Blazars occupy an intriguing spot in the cosmic zoo. They’re bright active galactic nuclei (AGN) that blast out cosmic rays, are bright in radio emission, and sport huge jets of material traveling in our direction at nearly the speed of light. For some blazars, their jets look curvy and snaky and astronomers have questions.
Does a blazar’s central black hole’s appetite affect the jets? Is there some internal activity in the accretion disk that causes the variability in brightness? Or, is something else at work here? According to Silke Britzen of the Max Planck Institute for Radio Astronomy in Germany, it might be more interesting than one black hole (or its accretion disk) doing its thing.
“We present evidence and discuss the possibility that it is in fact the precession of the jet source, either caused by a supermassive binary black hole at the footpoint of the jet or – less likely – by a warped accretion disk around a single black hole, that is responsible for the observed variability,” said Britzen from the Max Planck Institute for Radio Astronomy in Bonn, Germany.
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The Galaxy with Two Black Holes
The idea of a precessing warped accretion disk around one supermassive black hole is interesting because that motion could affect the jets. It also plays a role in those periodic changes in brightness. That effect shows up in some other galaxies, too. But, what else could cause the precession? Britzen and the team investigated an object called OJ 287 to see if it could give some clues. It appears to have two black holes—essentially a black hole binary—at its core. Studies of this galaxy and 12 other AGNS led to the conclusion that jet curvature may provide a smoking gun clue to the existence of binary black holes in galaxy cores.
How would that work? It’s complex, but essentially, you have two black holes doing an orbital dance in the center of the galaxy. One black hole is emitting the jet and the other one’s gravitational influence affects the appearance and behavior of the jet. According to Michal Zajacek, who is a co-author of the study with Britzen, it helps explain the jet’s appearance. “Physics of accretion disks and jets is rather complex but their bulk kinematics can be compared to simple gyroscopes,” he said. “If you exert an external torque on an accretion disk, for instance by an orbiting secondary black hole, it will precess and nutate, and along with it the jet as well, similar to the Earth’s rotation axis that is affected by the Moon and the Sun.”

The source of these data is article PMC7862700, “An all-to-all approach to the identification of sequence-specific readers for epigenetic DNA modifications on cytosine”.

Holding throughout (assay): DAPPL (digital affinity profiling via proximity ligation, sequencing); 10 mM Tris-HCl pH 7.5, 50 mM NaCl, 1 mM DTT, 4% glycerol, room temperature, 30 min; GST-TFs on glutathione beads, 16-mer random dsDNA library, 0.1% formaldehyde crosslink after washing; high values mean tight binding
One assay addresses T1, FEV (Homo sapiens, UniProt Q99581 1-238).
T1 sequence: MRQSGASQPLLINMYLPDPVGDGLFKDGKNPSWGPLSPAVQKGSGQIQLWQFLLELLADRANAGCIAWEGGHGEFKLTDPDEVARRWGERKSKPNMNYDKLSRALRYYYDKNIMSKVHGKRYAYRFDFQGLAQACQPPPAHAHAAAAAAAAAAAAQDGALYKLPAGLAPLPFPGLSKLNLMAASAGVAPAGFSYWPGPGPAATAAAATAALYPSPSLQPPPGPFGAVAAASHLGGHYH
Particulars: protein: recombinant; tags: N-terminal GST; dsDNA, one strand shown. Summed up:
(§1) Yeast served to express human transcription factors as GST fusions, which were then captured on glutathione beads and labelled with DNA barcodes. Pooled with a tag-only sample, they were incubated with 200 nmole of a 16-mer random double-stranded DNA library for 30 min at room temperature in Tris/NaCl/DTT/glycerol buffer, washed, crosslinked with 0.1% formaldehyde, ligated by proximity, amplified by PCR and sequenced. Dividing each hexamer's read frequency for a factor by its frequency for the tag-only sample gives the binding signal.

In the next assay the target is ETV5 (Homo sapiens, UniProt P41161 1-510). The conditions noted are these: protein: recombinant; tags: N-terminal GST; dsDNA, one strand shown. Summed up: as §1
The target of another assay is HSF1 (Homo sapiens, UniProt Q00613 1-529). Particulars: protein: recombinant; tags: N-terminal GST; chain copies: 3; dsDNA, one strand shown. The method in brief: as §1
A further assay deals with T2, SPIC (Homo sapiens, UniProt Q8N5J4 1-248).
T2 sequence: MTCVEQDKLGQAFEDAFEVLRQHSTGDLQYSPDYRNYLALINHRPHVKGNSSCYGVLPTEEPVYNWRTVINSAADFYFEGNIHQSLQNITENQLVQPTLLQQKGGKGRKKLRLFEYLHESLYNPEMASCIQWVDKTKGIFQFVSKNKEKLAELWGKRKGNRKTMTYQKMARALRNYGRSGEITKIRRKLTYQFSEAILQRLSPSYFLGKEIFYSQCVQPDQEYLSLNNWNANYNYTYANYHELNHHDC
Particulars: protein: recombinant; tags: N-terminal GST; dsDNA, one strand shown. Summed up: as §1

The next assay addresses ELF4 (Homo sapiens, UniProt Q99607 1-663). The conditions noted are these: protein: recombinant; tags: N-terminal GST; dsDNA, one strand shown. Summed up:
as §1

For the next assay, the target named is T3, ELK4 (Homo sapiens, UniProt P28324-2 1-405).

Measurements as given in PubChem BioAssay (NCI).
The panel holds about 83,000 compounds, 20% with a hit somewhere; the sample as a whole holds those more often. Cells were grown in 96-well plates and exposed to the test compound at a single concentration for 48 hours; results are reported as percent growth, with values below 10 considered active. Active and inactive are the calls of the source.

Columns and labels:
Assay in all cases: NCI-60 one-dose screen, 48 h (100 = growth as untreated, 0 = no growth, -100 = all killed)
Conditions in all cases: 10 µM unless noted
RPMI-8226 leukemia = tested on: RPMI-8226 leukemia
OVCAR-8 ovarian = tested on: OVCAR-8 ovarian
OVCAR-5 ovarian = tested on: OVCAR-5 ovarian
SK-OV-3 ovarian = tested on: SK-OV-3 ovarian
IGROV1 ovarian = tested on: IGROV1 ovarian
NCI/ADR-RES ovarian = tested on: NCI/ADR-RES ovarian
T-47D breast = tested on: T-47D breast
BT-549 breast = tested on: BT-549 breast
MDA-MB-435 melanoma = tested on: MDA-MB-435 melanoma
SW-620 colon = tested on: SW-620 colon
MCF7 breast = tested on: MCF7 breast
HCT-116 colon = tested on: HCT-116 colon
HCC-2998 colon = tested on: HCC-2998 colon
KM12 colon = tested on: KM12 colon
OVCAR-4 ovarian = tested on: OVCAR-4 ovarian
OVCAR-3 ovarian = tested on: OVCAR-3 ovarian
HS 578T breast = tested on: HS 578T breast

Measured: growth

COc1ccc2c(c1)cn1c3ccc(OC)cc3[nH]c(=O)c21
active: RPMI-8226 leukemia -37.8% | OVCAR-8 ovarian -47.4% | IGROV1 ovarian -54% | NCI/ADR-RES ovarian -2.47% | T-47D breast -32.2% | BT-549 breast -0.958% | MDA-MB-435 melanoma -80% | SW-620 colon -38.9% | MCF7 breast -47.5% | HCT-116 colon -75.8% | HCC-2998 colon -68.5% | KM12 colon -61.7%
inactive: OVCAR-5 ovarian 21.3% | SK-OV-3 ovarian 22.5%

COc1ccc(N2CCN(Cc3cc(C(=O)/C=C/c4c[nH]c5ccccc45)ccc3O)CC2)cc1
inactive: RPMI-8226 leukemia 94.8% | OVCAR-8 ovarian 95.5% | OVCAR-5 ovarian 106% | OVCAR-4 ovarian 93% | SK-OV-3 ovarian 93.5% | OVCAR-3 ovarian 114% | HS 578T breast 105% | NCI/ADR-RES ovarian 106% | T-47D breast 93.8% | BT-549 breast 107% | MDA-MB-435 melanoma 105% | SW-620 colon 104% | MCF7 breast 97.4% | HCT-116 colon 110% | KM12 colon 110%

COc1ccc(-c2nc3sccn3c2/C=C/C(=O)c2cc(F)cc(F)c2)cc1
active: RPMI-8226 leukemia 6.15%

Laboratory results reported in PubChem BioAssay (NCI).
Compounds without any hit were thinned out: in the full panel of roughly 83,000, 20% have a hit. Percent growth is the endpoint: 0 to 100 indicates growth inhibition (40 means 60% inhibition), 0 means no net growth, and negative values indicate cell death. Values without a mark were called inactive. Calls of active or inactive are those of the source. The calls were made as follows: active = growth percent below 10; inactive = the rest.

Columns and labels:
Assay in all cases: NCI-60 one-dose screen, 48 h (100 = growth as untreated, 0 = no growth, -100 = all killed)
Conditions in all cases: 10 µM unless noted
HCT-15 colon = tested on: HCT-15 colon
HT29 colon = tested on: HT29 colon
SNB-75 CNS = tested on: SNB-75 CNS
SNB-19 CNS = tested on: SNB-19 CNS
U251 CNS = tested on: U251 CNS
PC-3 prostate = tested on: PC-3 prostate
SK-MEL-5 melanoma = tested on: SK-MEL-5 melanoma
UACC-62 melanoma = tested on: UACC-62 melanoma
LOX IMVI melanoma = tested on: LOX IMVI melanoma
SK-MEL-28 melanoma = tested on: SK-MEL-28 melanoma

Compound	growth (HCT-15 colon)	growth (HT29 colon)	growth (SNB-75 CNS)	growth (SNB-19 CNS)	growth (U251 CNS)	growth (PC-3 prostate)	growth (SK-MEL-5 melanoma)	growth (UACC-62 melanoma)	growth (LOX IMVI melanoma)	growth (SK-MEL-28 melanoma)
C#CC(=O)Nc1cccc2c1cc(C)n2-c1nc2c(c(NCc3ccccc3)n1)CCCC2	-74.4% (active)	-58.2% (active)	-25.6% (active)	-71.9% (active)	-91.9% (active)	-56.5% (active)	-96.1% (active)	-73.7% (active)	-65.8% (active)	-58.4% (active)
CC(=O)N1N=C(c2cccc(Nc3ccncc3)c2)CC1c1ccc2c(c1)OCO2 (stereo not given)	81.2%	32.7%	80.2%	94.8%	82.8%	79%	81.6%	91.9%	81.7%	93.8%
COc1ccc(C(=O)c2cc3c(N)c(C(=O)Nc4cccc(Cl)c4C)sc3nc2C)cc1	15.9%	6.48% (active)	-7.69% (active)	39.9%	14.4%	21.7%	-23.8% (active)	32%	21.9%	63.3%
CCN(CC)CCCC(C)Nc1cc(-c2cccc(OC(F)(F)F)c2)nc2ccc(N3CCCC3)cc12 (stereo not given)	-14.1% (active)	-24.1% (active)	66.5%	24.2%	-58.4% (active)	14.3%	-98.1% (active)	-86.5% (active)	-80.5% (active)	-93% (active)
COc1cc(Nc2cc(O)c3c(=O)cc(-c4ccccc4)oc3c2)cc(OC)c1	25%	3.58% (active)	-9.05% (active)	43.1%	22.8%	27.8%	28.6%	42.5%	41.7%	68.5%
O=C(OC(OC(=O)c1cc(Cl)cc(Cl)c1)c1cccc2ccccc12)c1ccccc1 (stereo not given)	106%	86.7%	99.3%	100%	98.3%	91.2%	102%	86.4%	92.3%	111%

Searching for the Black Hole Binaries
If this is the case for other blazars, the meandering jet and brightness variability may well be the clue astronomers need to probe for other binary black holes. It’s not an easy task to find the black holes, even though the AGNS themselves are bright, according to Britzen. “We still lack the sufficient resolution to probe the existence of supermassive binary black holes directly,” she said. “But jet precession seems to provide the best signature of these objects, whose existence is expected not only by the black hole / AGN community but also from the gravitational wave/pulsar community who recently published evidence for the existence of a cosmic gravitational background due to the gravitational waves emitted by the mergers of massive black holes through cosmic history.”
Britzen and colleagues investigated OJ 287 and other prominent AGNs using radio observations since these objects are bright radio sources. High-resolution studies took advantage of Very Long Baseline Radio Interferometry (VLBI) techniques. This connected several telescopes over long distances to focus in on the very distant galaxy cores. This is the same technique that allowed the Event Horizon Telescope (EHT) collaboration to image the shadow of a black hole for the first time, observing the 6.5 billion solar mass black hole in the galaxy M87.
The team also modeled the precession of the jets, plus a factor called nutation. That’s a periodic variation in the jet’s axis of inclination. Think of it as a slight rocking or swaying as the jet precesses. That nutation was also a clue pointing at the possible existence of a second black hole. The team applied the model to the OJ 287 jet.
The result seems to point strongly toward the binary black hole action at the heart of this and other AGNS. The smoking guns are the wavy jets and variability of brightness. “Blazar variability in many galaxies might predominantly not be of stochastic, but of deterministic nature,” said Britzen. “It is fascinating to decode the inner workings of this black hole machinery with the help of variability studies.”
Britzen and the team hope that this work will lead to further studies of blazars. They suggest in their paper that others will move forward with long-term VLBI observations and studies of the spectral energy distribution of the light from these objects and their jets.